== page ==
Houghton Lake has one of the most diverse and
abundant fish populations of any lake in Michigan.
Since the 1930's, the Department of Natural
Resources has identified 39 different species of
fish in Houghton Lake including sunfish, perch,
northern pike, walleye, and largemouth and
smallmouth bass. However, the lake is too warm
during the summer months to sustain coldwater
fish species such as trout. Since 1994, Houghton
Lake has had over 330 entries in the Department
of Natural Resources Master Anglers Program
including a 21-pound northern pike caught in 2003,
a 30-inch walleye caught in 2004, and a 14-inch
black crappie caught in 2004. Since 1979, the
Department of Natural Resources has stocked
over 1.9 million walleye in Houghton Lake ranging
in size from fingerlings to 6-inches.
The fishery in Houghton Lake has been studied
extensively. A study completed by the Department
of Natural Resources in 2004 found that the fishery
in Houghton Lake in 2001- 2002 was very similar
to the fishery in 1957-1961. In particular, the report
noted that the walleye fishery in Houghton Lake is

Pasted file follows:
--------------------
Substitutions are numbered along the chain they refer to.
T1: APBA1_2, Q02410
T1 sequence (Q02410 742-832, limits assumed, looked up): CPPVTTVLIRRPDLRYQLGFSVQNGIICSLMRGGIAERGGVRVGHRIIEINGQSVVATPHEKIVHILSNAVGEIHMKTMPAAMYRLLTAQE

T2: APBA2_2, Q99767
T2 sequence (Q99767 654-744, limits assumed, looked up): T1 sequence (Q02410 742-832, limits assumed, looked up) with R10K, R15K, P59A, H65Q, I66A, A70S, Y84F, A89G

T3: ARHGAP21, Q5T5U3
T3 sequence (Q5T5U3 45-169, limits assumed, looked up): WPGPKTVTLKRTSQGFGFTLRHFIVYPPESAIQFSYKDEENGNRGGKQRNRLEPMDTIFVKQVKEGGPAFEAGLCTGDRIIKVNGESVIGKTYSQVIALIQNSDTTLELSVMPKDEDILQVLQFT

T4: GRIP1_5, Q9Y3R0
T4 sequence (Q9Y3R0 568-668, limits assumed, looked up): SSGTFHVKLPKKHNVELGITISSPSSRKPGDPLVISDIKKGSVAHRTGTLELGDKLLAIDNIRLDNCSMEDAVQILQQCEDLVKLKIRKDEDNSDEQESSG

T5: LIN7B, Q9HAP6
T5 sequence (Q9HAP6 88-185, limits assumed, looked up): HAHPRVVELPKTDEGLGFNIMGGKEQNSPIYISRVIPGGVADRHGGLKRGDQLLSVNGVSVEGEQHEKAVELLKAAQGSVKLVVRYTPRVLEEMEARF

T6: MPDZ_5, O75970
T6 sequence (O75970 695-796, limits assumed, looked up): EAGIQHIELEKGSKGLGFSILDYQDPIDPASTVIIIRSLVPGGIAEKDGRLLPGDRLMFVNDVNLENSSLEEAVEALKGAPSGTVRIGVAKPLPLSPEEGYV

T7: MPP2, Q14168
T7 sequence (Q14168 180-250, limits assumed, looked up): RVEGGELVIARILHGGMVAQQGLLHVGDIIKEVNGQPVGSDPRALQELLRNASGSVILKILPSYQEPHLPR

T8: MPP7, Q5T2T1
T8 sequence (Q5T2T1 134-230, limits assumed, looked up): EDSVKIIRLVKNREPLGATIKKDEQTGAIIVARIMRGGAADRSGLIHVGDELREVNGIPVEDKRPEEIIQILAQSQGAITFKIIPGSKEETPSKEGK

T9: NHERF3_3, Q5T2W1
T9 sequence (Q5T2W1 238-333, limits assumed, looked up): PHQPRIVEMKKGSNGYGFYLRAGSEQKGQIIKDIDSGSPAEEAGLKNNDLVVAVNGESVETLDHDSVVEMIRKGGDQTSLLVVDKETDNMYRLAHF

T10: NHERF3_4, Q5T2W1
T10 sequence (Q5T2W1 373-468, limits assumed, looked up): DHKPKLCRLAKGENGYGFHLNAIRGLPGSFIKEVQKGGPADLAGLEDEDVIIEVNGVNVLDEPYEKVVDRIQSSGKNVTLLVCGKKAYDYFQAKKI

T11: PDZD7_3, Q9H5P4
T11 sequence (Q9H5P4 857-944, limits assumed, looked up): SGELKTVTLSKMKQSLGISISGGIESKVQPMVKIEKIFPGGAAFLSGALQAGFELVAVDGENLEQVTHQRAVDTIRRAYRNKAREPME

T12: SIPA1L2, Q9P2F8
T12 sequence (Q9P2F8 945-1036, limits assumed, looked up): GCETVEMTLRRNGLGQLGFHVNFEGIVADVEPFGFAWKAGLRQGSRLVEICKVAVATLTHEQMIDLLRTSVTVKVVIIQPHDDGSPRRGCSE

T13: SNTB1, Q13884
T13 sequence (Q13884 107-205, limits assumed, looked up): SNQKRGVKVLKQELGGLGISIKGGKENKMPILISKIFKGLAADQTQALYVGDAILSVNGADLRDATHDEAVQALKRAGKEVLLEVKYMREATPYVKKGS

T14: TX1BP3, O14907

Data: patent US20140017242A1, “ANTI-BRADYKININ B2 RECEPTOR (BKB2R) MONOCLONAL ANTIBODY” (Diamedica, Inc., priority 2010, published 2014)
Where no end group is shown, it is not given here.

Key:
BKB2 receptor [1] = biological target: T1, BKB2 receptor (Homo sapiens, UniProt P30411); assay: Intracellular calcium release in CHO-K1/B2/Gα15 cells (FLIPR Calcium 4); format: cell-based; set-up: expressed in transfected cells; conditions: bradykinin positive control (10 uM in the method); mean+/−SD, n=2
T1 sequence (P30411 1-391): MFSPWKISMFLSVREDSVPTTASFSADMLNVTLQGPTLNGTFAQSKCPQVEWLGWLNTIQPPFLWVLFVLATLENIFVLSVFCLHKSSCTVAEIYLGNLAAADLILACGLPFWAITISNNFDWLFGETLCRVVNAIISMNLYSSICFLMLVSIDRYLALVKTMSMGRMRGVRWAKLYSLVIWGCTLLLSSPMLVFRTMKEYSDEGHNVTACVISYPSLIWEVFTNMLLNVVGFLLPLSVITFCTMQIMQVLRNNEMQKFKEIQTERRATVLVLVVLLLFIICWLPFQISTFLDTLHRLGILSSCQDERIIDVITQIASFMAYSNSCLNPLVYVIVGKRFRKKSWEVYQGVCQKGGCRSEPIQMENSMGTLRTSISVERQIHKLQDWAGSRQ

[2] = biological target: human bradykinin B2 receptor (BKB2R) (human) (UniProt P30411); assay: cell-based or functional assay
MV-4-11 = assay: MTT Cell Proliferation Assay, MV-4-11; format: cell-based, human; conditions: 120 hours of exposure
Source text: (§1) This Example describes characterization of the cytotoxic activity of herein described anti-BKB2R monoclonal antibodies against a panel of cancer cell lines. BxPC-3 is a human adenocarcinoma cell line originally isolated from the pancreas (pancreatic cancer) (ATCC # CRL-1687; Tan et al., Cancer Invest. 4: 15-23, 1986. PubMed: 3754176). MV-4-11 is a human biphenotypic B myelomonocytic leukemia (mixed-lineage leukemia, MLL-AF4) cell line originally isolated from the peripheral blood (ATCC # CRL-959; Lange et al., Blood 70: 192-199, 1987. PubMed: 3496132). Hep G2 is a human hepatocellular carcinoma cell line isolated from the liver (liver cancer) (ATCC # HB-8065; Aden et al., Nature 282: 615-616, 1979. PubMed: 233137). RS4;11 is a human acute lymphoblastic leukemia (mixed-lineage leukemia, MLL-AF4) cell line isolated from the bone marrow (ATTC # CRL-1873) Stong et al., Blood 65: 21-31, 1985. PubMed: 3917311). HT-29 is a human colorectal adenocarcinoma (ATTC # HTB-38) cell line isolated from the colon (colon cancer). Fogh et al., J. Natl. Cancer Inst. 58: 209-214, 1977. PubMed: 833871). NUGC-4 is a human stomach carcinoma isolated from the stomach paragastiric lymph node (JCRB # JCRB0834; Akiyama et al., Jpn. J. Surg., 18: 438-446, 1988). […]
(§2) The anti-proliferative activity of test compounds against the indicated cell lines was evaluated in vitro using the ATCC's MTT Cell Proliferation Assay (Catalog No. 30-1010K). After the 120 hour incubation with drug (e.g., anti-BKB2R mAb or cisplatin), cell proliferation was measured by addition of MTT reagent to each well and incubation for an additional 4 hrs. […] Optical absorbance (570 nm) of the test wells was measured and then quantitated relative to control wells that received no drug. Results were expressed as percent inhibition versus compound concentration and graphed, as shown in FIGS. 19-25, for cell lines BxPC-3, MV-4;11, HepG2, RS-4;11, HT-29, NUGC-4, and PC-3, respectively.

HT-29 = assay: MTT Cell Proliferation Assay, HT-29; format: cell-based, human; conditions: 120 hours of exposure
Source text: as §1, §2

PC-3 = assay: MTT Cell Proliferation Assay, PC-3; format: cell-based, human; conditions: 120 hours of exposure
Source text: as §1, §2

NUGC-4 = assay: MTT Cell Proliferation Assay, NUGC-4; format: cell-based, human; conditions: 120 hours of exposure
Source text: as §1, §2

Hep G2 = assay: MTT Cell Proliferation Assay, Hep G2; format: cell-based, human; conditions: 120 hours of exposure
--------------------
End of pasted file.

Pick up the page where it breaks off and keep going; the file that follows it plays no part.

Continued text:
healthy and that the northern pike population was also fairly healthy.
In April and June of 2007, the DNR surveyed Houghton Lake to evaluate the fish community.
A report of results stated:
Bluegill sizes and growth rates ranged from Satisfactory to Superior in all years between 1972 and 2007. Catch rates in trap nets have increased steadily since 1983. This is inconsistent with angler reports of poor bluegill catches during recent years. Other
panfish also appear to have good size structure and large mean sizes. The panfish populations appear in good condition with no substantial changes since 1972.
Overall, the fisheries of Houghton Lake are dominated by panfish, walleye, and northern pike. The 2007 survey indicates stable or increasing abundance of these species. Substantial changes in growth rates and sizes were not evident.